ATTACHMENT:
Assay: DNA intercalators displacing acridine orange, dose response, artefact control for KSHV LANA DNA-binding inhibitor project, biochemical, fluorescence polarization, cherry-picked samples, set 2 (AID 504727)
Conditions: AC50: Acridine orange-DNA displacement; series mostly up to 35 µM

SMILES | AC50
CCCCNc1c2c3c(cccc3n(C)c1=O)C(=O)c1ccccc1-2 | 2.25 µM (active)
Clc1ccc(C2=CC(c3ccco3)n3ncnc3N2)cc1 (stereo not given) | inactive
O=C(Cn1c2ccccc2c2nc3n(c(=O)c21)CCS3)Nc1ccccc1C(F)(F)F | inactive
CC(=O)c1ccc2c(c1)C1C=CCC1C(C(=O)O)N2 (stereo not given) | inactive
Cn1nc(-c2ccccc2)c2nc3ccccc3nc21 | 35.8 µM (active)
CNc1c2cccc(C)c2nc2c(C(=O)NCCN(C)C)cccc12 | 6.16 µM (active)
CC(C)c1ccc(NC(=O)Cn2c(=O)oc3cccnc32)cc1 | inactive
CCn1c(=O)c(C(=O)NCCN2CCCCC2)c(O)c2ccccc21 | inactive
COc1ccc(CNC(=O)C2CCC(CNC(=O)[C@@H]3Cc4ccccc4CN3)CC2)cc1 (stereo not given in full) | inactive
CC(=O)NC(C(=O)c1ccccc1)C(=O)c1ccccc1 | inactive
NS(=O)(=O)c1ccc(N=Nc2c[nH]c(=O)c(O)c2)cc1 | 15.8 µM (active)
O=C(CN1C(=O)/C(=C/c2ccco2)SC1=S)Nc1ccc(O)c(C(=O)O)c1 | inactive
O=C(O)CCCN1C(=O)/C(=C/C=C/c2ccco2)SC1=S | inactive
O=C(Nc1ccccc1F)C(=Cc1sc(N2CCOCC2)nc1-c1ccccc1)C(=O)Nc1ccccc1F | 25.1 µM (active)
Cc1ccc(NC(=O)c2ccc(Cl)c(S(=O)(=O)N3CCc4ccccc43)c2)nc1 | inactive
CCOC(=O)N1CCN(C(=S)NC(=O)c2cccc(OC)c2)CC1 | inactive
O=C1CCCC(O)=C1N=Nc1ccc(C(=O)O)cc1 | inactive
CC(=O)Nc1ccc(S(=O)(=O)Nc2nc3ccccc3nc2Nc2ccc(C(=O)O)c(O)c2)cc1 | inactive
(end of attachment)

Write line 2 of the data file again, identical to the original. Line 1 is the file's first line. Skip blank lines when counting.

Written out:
Conditions: AC50: Acridine orange-DNA displacement; series mostly up to 35 µM